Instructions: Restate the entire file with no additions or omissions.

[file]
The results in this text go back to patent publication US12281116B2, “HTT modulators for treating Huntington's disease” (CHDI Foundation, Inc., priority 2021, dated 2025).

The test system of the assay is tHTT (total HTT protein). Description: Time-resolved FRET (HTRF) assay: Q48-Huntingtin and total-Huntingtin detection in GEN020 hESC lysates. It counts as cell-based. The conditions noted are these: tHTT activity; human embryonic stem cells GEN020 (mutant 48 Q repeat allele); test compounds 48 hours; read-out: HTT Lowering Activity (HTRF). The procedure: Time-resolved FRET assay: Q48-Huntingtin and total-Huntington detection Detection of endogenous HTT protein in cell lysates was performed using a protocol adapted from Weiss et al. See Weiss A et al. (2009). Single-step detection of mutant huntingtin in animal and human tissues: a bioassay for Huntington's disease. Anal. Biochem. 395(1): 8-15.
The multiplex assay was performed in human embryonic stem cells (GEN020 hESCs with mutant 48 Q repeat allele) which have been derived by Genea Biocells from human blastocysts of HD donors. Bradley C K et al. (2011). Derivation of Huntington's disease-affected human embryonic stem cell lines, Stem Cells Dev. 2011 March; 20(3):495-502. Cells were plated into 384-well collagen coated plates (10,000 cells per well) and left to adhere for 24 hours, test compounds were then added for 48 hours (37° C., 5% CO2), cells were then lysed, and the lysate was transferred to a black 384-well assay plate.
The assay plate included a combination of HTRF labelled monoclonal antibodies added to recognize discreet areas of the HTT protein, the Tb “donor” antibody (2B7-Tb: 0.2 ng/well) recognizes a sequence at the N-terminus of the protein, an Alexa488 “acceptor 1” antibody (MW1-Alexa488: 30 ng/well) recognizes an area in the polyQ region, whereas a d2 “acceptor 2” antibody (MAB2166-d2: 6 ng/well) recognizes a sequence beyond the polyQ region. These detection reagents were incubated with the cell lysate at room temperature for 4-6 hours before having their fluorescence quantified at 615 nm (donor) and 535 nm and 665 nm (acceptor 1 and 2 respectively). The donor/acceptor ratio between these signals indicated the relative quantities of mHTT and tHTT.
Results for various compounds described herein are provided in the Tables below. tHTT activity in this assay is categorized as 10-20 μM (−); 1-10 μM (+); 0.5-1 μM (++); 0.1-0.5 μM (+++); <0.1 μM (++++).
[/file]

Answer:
The results in this text go back to patent publication US12281116B2, “HTT modulators for treating Huntington's disease” (CHDI Foundation, Inc., priority 2021, dated 2025).

The test system of the assay is tHTT (total HTT protein). Description: Time-resolved FRET (HTRF) assay: Q48-Huntingtin and total-Huntingtin detection in GEN020 hESC lysates. It counts as cell-based. The conditions noted are these: tHTT activity; human embryonic stem cells GEN020 (mutant 48 Q repeat allele); test compounds 48 hours; read-out: HTT Lowering Activity (HTRF). The procedure: Time-resolved FRET assay: Q48-Huntingtin and total-Huntington detection Detection of endogenous HTT protein in cell lysates was performed using a protocol adapted from Weiss et al. See Weiss A et al. (2009). Single-step detection of mutant huntingtin in animal and human tissues: a bioassay for Huntington's disease. Anal. Biochem. 395(1): 8-15.
The multiplex assay was performed in human embryonic stem cells (GEN020 hESCs with mutant 48 Q repeat allele) which have been derived by Genea Biocells from human blastocysts of HD donors. Bradley C K et al. (2011). Derivation of Huntington's disease-affected human embryonic stem cell lines, Stem Cells Dev. 2011 March; 20(3):495-502. Cells were plated into 384-well collagen coated plates (10,000 cells per well) and left to adhere for 24 hours, test compounds were then added for 48 hours (37° C., 5% CO2), cells were then lysed, and the lysate was transferred to a black 384-well assay plate.
The assay plate included a combination of HTRF labelled monoclonal antibodies added to recognize discreet areas of the HTT protein, the Tb “donor” antibody (2B7-Tb: 0.2 ng/well) recognizes a sequence at the N-terminus of the protein, an Alexa488 “acceptor 1” antibody (MW1-Alexa488: 30 ng/well) recognizes an area in the polyQ region, whereas a d2 “acceptor 2” antibody (MAB2166-d2: 6 ng/well) recognizes a sequence beyond the polyQ region. These detection reagents were incubated with the cell lysate at room temperature for 4-6 hours before having their fluorescence quantified at 615 nm (donor) and 535 nm and 665 nm (acceptor 1 and 2 respectively). The donor/acceptor ratio between these signals indicated the relative quantities of mHTT and tHTT.
Results for various compounds described herein are provided in the Tables below. tHTT activity in this assay is categorized as 10-20 μM (−); 1-10 μM (+); 0.5-1 μM (++); 0.1-0.5 μM (+++); <0.1 μM (++++).